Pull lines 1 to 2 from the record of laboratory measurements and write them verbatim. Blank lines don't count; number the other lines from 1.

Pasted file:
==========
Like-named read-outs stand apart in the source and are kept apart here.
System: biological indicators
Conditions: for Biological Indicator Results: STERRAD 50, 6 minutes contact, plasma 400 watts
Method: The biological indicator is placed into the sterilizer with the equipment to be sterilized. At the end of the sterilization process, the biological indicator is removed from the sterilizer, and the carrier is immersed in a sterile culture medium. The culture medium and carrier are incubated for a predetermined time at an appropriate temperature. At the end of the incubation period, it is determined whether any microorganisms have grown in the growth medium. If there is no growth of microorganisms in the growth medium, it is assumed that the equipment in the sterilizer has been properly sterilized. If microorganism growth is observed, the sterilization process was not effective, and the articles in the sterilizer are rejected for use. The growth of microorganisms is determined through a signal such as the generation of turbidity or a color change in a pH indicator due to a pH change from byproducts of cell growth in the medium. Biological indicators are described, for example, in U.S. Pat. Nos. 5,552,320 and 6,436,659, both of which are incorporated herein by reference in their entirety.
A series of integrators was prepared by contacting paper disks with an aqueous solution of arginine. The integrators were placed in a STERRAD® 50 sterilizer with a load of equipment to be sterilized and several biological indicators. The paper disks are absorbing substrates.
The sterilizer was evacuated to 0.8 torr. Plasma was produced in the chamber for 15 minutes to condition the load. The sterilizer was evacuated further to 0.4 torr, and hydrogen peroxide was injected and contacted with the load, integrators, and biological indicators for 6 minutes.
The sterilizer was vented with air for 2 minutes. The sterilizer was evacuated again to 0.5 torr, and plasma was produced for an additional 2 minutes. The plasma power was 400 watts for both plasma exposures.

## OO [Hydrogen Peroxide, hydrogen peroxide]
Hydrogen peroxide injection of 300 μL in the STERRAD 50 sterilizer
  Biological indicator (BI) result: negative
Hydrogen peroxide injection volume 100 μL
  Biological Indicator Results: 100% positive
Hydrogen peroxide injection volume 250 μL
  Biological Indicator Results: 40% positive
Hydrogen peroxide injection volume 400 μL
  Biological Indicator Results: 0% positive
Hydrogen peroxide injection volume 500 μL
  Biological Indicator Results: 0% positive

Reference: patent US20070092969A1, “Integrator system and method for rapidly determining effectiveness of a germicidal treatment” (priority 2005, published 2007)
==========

Like-named read-outs stand apart in the source and are kept apart here.
System: biological indicators